Reservations are more complex than you think
In the course of working for over a decade in the Student Counseling Service the dominant themes heard from the reserved quota students were the following:
They faced enormous pressure from family and community to succeed. Very often being first-generation literate, and the first in their families and villages to have reached the portals of higher education, their success signaled a financially comfortable future and a position of influence that would benefit the extended family and community. Being a relational society, it is expected that the fruits of individual success will be distributed. Initially, the students were gratified to be held in such high esteem and proud to be in such a prestigious institution. But soon, anxiety about succeeding, guilt about failure and a sense of being heavily burdened predominated.
They had worked extremely hard through school and for the entrance examination, and their experience after admission was one of continued and unrelenting struggle just to keep their heads above water. They faced multiple stresses and difficulties including coping with a language of instruction (English) in which they were not fluent; feeling lost, alien and intimidated in an urban, globalised environment very different from their home towns and villages; not being able to approach teachers and others for assistance because of anxieties and cultural norms that inhibited them from approaching authority. Most of all, they were competing in the same league with those acknowledged to be among the highest academic achievers in the country. Although admitted on concessionary criteria, they took the same number and type of courses as other students did and were evaluated in the same way. There was no provision for remedial/ bridge courses or extra tutorials. They thus experienced repeated academic failure and in the course of time, a crippling erosion of confidence and hope.
They felt a double sense of stigma. More overtly expressed was the sense of being academically 'outcaste', inferior and 'not entitled' to these highly coveted seats. Less openly expressed but powerful nevertheless, the feeling of academic stigma resonated with the caste stigma that was inevitably a part of their consciousness. Many carried toxic memories of humiliation and hostility from caste-related experiences in the past. Often, minor incidents (not necessarily caste-related) in the present triggered engulfing feelings of shame and anger. They coped primarily by lying low, by being at the periphery of institutional and student life and by affiliating only with others from similar backgrounds. This corresponded with an internal sense of being ignored and being invisible to the rest of the system.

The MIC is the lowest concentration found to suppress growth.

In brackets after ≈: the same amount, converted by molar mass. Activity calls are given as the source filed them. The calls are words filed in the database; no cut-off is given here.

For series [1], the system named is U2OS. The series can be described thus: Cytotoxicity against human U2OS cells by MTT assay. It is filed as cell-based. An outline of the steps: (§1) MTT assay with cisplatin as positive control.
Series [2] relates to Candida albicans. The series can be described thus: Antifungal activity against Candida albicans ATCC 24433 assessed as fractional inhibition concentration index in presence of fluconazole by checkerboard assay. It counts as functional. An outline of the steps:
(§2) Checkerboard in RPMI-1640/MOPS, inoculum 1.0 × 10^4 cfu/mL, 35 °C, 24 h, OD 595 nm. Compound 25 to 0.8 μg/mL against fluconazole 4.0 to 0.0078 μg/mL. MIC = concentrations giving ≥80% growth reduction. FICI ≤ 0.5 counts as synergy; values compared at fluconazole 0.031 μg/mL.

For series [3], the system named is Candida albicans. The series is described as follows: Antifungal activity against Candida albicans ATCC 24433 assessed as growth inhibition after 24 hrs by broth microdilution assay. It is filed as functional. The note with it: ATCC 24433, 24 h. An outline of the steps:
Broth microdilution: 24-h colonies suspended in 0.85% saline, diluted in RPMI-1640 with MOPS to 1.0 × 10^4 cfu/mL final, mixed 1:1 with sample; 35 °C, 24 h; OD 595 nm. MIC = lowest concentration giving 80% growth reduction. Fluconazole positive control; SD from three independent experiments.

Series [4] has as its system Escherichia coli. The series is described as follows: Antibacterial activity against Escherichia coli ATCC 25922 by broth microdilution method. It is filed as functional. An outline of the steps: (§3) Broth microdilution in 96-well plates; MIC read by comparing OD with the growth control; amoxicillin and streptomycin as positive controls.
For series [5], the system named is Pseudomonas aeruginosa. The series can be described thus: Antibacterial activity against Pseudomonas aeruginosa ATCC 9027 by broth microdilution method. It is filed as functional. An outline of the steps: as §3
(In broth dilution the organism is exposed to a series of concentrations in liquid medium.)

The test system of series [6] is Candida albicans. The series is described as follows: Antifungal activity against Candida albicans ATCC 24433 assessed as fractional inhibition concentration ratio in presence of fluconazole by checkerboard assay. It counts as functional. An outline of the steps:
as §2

The shrillness of the merit discourse drowned out the facts - for instance, that the proposed reservations boiled down to 5% reservations in central (federal) government jobs and seats in a few universities for people constituting 75% of the country's population, that caste was neither the only nor the most important criterion for determining the beneficiaries (there were 11 criteria that included educational, social and quality of living parameters ranging from primary school drop-out rates, to accessibility of drinking water, to percentage of women married off before the age of 17), and that there were several other important structural reforms recommended including land reforms. The outrage that fuelled the agitation appeared to have arisen from the fact that the Mandal recommendations directly threatened the prevailing distribution of resources that favoured the 'forward' castes and classes. Although implementation of the Mandal reforms had been on the election manifesto of all the major political parties, in actually daring to implement them the government at the time collapsed. As for the students from the reserved quota at IIT; in the months following the agitation several chose to drop-out saying that they would seek readmission by repeating the entrance examination in the non-reserved category. Others who had been faring reasonably well in their studies deteriorated. In sum, the agitation reflected a twist to the 'internalization of oppression' and seemed to have heightened their sense of disentitlement.